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Baking an Add-On App: Google Web Toolkit, Data APIs and App Engine

Bundles of Third Party Add-on Applications are Popping Up for Google Apps. How Are They Doing That?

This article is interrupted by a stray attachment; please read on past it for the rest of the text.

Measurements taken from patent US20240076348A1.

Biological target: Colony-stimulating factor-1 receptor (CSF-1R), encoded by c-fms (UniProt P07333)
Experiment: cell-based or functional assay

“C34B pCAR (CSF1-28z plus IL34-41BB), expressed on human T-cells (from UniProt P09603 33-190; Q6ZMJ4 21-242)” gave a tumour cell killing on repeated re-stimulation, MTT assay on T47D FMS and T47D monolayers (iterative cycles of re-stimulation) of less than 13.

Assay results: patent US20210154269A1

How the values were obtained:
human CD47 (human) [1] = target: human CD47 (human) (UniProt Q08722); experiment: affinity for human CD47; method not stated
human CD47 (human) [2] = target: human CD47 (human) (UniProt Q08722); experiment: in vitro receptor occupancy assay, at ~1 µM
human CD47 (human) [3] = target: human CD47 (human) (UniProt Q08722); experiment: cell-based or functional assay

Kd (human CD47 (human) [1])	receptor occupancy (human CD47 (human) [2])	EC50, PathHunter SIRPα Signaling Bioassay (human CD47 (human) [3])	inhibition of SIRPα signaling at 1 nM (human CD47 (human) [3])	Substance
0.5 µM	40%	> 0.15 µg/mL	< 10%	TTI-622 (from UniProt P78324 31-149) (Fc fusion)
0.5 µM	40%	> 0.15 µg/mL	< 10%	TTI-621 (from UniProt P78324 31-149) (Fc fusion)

This blog comes on the heels of a recent NetworkWorld Google Subnet blog titled "10 App Add-ons for the Enterprise" which details ten popular third party Google Apps add-on applications. These ten applications only scratch the surface of a niche market helping to propel the momentum of Google Apps for the enterprise. Companies and individual developers alike are flocking to the Google developer community with grand ideas for the next must-have add-on application. So how are they building these add-on apps? Since we're approaching that glutenous time of year with all the holiday feasting, a recipe feels appropriate. Written below are the ingredients for creating a delicious add-on application with all the trimmings. Google Web Toolkit (GWT) Every good dish needs a base or starting point and The Google Web Toolkit (GWT) is just that. The Google Web Toolkit (GWT) released in 2006, has become a popular choice among developers for building AJAX (asynchronous JavaScript and XML) web applications. Basically, the GWT is a Google provided framework that enables user interface development in Java code which outputs to browser friendly AJAX code. As a Java developer who has done a fair share of JavaScript coding, this is huge! JavaScript development is tedious and debugging the code can be downright painful. I know I've directed a few expletives at my computer screen during some needlessly long JavaScript debugging sessions. Google's GWT provides the development community with a set of resources enabling them to create web-based applications with relative ease. Google Data APIs The second ingredient in the add-on development process is the set of Google Data application programming interfaces (APIs). The Google Apps Data APIs can be broken down into two logical sets: management and application APIs. The management APIs allow the developer access to administrative controls to automate tasks such as single-sign-on authentication, email migration, synchronization of user and group data and Google Apps usage metrics. The application APIs focus on the application data within Google Apps and enable developers to access and manage environment data for user calendars, contacts, documents and email settings. Each of these exposed APIs provide the application developer with a handy little spice rack of code from which to deliver an application with real substance. Learn more about the Google Data APIs by visiting code.google.com. Google App Engine Now that we have created a fully functional and purely organic application, we need a place or container to enable consumption. The Google App Engine provides such a container from which our add-on applications can be consumed and does so in two flavors, Java or Python (learn more about both at http://code.google.com/appengine). With the Google App Engine, Google allows developers and companies to run their add-on applications on Google's infrastructure. Though there are nominal fees determined by the resources (storage and bandwidth) your application consumes, you can deploy for free if the application falls under certain quotas known as a "Fee Thresholds" (http://code.google.com/appengine/docs/quotas.html#Resources). With these baking thresholds in mind, it's time to place your application in the App Engine and wait for it to rise to the top of the next top ten add-on apps list. So, this holiday season, you might think about baking something that can add revenue to your bottom line and not pounds to your backside. Remember, start with some GWT, mix-in the right variety of APIs and then place in the App Engine and adjust the bandwidth.

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